At Tuesday’s congressional hearing on the future of Fannie Mae and Freddie Mac, Rep. Barney Frank (D-MA) said that “It’s a mistake for the government heavily to subsidize homeownership.” Coming from one of the biggest cheerleaders for federal homeownership subsidies, and an architect of the housing meltdown, a conversion from Frank would be welcome.
Unfortunately, Frank followed the comment with a call for more rental housing subsidies:
We are much better off trying to subsidize rental housing, because when you put people into decent rental housing, you do not confront the problems we have seen putting people inappropriately into homeownership.
Frank is correct that tying oneself to a mortgage is much riskier than renting. The federal bias toward homeownership has been predicated on its alleged civic virtues, but there’s no virtue in being a slave to an expensive mortgage, especially when one’s house is worth less than the note.
But the government’s dismal experiences with rental subsidies, including public housing, demonstrate that more federal interventions are unwarranted. In addition to abolishing homeownership subsidies, the federal government should also abolish rental subsidies, as a Cato essay by Howard Husock argues.
The following are some key points from the essay:
- Before federal subsidy programs were begun, and before the widespread use of detailed housing regulations and zoning ordinances, private markets did a good job of provided housing for lower‐income Americans. During the period from 1890 to 1930, for example, vast amounts of new working‐class housing were built in American cities. Data from that period show that a significant percentage of residents of poor neighborhoods did not live in overcrowded tenements, but instead lived in small homes that they owned or in homes where the owners lived and rented out space.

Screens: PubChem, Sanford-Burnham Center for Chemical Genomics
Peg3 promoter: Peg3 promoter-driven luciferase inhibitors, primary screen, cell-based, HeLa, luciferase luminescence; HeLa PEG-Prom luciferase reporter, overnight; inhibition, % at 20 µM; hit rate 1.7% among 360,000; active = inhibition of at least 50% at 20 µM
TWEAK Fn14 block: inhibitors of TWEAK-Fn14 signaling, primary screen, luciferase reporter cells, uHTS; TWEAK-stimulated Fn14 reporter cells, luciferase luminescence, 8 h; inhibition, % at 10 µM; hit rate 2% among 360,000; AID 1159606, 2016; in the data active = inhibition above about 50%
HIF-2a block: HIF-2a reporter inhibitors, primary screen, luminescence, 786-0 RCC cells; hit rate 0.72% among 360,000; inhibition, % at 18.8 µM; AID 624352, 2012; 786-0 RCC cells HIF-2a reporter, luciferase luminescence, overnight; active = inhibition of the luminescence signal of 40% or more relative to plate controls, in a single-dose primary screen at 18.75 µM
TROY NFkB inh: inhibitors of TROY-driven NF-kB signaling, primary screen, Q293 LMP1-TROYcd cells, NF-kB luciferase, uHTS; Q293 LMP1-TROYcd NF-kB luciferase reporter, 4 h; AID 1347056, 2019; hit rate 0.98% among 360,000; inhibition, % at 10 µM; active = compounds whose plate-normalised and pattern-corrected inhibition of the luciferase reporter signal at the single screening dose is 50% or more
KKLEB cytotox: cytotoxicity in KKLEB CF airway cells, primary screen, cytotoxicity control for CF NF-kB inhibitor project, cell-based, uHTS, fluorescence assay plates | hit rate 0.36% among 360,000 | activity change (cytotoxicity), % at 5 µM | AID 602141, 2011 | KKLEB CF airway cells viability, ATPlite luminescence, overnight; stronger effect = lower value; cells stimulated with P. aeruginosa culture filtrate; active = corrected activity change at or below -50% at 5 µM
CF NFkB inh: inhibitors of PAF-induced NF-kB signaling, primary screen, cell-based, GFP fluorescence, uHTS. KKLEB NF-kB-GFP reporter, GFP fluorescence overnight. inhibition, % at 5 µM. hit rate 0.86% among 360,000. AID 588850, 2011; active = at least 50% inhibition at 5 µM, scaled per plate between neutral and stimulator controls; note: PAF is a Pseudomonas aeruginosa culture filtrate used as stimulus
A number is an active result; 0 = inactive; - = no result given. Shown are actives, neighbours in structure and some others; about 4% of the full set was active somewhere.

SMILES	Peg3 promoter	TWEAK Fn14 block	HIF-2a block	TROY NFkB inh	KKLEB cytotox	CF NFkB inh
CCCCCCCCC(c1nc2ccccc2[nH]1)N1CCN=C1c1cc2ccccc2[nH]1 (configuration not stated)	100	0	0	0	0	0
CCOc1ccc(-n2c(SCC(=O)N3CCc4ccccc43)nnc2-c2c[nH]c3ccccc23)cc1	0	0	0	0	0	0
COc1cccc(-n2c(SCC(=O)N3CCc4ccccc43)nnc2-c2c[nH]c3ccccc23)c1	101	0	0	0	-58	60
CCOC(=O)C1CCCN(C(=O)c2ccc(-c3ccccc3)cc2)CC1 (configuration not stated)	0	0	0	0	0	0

- Since the 1930s, the federal government has funded one expensive approach to low‐income housing after another—without seeming to notice that the new approaches were made necessary less by market failure than by the failure of past public policies. Public housing projects erected to replace slums soon became severely distressed, housing vouchers meant to end “concentrated poverty” instead moved it around, and the low income housing tax credit program provides large subsidies to developers and few benefits to low‐income families.
- A major social benefit of private and unsubsidized rental and housing markets is the promotion of responsible behavior. Tenants and potential homeowners must establish a good credit history, save money for security deposits or downpayments, come with good references from employers, and pay the rent or mortgage on time. Renters must maintain their apartments decently and keep an eye on their children to avoid eviction. By contrast, public housing, housing vouchers, and other types of housing subsidies undermine or eliminate these benefits of market‐based housing.
- Federal housing subsidies are very expensive to taxpayers. In 2010, the federal government will spend about $26 billion on rental aid for low‐income households and about $8.5 billion on public housing projects.